I will continue my work in EurythmyAlive modules. Soon I will begin new modules in these cities I am visiting, even as I am also invited to begin offering new programs in several other places.

The EurythmyAlive Curriculum

            Having taught thousands of students over the years, I have learned to develop a very supportive curriculum that focuses less on artistic precision and more on creating experiences of authenticity. I never want to give students the experience that they are doing something “wrong:” instead, I consider it to be my responsibility to speak so clearly and design the movement experiences so carefully that I pave the way for them to discover how the body can learn to speak and sing in harmony with creative forces. My job is to help them succeed!

            I generally begin each module with experiences of standing straight, connected to heaven and earth. Then follows the experience of finding the heart-center between these two poles. Through contraction and expansion exercises, the soul begins to find its inner core.

            Now that the students can imagine a “crown of light” on the head, and a “golden sun” in the heart, they are ready to sink their feeling all the way into their feet, and learn to talk to the earth through walking.

            Once the body has been thus tuned, we continue by building social awareness—for what use is it for a person to find individual excellence if they cannot connect to others around them? With balls and weaving forms, we create a joyful experience of our group.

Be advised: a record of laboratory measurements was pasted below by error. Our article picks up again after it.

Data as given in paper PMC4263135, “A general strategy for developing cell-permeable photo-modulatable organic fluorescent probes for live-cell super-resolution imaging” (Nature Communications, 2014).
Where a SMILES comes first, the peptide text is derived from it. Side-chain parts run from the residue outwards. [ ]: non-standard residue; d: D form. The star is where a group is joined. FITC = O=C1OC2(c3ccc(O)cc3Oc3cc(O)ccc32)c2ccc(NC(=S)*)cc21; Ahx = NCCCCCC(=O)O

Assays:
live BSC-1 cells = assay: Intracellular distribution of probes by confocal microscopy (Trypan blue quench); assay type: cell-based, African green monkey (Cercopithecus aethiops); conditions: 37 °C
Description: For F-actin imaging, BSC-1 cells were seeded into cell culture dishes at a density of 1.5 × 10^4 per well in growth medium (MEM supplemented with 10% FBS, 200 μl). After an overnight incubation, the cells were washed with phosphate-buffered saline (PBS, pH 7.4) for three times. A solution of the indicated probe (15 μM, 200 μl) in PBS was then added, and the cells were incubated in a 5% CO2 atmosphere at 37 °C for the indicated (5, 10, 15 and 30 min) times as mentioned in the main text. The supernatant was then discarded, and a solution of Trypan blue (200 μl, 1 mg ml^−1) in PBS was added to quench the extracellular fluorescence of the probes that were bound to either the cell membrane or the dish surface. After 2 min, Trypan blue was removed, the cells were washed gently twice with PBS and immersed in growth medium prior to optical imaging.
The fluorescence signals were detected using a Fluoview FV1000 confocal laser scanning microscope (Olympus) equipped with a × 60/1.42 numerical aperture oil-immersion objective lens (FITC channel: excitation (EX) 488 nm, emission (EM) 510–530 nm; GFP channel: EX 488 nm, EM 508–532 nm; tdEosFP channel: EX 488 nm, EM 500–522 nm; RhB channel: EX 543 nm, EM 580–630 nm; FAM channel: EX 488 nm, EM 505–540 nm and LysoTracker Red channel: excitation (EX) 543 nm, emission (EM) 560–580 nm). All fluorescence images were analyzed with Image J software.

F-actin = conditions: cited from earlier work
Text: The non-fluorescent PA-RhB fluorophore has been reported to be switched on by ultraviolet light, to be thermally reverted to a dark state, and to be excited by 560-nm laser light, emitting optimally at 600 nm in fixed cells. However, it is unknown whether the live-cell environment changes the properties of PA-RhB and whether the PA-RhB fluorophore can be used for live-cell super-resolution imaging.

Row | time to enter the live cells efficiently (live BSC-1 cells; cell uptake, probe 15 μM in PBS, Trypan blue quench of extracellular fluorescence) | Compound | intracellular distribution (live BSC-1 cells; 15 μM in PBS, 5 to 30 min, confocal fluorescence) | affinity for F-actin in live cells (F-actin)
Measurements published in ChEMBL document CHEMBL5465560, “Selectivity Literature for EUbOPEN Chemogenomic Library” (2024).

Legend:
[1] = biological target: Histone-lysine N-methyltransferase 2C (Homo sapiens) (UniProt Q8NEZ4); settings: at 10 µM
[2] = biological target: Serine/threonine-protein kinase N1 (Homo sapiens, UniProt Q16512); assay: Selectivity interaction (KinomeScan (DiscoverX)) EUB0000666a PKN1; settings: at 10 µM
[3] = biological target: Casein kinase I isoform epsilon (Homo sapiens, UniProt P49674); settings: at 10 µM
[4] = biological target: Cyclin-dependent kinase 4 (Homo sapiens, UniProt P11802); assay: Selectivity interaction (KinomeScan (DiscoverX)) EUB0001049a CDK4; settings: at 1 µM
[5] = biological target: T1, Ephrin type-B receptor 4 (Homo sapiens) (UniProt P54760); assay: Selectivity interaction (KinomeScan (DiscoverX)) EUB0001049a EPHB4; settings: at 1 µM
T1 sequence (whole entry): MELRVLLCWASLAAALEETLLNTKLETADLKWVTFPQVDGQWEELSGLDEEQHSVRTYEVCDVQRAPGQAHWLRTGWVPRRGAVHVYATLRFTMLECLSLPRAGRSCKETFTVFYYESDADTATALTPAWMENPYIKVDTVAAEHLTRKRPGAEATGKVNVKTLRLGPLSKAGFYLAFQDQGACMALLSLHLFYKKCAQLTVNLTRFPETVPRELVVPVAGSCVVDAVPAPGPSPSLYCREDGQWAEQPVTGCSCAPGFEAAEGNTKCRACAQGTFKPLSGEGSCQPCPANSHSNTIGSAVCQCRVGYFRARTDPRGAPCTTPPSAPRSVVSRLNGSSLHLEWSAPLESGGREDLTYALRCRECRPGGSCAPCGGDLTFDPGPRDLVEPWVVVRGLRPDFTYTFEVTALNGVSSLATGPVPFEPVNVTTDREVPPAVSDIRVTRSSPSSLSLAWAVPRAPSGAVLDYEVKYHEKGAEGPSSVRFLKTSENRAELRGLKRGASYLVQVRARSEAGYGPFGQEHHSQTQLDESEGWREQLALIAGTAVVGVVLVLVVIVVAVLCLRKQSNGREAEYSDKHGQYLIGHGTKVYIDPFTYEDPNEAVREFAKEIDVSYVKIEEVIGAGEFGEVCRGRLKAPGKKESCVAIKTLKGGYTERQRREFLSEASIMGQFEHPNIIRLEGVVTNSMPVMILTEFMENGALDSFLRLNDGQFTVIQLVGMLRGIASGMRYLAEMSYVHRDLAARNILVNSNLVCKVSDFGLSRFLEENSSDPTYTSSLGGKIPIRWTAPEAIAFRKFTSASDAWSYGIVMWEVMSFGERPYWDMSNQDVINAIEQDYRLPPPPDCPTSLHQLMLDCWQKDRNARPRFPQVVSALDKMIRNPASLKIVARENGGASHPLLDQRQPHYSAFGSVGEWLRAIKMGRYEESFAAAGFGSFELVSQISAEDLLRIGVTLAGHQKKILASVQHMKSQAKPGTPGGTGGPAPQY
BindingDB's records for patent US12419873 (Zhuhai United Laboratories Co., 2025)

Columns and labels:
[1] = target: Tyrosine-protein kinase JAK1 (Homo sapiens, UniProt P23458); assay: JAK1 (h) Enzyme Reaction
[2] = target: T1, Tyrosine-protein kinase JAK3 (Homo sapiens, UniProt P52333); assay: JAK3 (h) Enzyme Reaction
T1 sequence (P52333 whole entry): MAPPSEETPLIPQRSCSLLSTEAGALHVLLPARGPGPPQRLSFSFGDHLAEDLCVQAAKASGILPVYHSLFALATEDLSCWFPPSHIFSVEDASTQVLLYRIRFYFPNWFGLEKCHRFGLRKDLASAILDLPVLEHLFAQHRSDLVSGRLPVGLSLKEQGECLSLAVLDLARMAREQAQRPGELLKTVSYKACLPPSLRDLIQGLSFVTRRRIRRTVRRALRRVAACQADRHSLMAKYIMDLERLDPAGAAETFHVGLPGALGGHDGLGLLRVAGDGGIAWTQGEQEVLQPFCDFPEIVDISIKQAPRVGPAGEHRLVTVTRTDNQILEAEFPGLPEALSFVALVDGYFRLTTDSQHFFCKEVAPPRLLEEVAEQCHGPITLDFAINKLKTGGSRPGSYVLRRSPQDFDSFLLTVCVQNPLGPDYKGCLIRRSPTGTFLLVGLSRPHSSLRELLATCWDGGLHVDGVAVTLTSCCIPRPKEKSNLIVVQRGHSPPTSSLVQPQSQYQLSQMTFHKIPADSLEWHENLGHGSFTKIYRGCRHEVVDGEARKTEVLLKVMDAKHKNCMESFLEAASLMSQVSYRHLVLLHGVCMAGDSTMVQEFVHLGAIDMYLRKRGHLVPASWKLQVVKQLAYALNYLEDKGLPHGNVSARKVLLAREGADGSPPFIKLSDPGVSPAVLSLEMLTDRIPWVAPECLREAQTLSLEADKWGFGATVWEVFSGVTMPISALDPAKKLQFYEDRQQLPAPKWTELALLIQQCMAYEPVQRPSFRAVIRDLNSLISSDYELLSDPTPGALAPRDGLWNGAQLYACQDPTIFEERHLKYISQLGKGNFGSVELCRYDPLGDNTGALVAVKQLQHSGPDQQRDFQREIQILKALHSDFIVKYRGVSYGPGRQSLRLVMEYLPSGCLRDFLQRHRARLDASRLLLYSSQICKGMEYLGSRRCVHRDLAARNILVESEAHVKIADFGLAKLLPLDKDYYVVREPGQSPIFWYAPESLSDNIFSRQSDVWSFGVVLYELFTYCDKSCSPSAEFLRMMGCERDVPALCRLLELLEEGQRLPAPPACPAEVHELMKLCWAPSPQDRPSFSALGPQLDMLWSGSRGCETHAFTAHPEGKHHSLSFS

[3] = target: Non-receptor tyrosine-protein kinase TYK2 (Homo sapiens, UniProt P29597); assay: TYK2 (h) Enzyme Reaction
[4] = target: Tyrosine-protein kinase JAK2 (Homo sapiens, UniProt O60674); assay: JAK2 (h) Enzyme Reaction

With this as a foundation, we are ready for all the other myriad experiences of eurythmy. We build agility skills with rods, and spatial orientation with geometric forms.

            Module by module, we develop a complete understanding of the living Word as experienced and expressed in eurythmy. Because this is not a training, we are free to choose poems that coordinate with the lecture theme of the modules. We also dive into tone eurythmy, studying many of the scales and all of the intervals. The students find deep joy in working with complex forms for rich musical pieces.

            Throughout all the eurythmy classes, we remind ourselves to stay present and centered in the body. It is obvious when a student is looking up, or at the floor, or when the fingers are unpenetrated, or when the sounds are formed with automatic arm gestures and without feeling without learning how to shape space and time, that the spirit is not yet awakened in the body. Developing a genuine sense of presence – without mystical sentimentality –is imperative for eurythmy movement!

            As we work our way through the seven modules, the lecture themes take up different topics. The first modules are an introduction to anthroposophy, affirming with the students the meaning of life by looking at body, soul and spirit. We then turn to the four-fold nature of the human being and the natural world, and follow this with Goethean observation of the plant world, to understand the laws of life and change. Other topics include cosmic evolution, planets and constellations as formative forces, karma and reincarnation, and biography work.

            It is, thus, my constant commitment to work out of the very core of eurythmy. For us, the essential goal is not in creating eurythmy as a performance art, but rather in healing the self and community by learning to live in our bodies as completely healthy, integrated human beigns.

            If you would like to invite a eurythmyalive program to your community, contact me at

            Follow these links to watch short videos of the EurythmyAlive student work from my recent workshops in Taiwan, Chengdu, and Shanghai:

Beethoven in Taiwan:

Bagatelle in Chengdu:

LittleBird in Shanghai:

I Live my Life in Shanghai: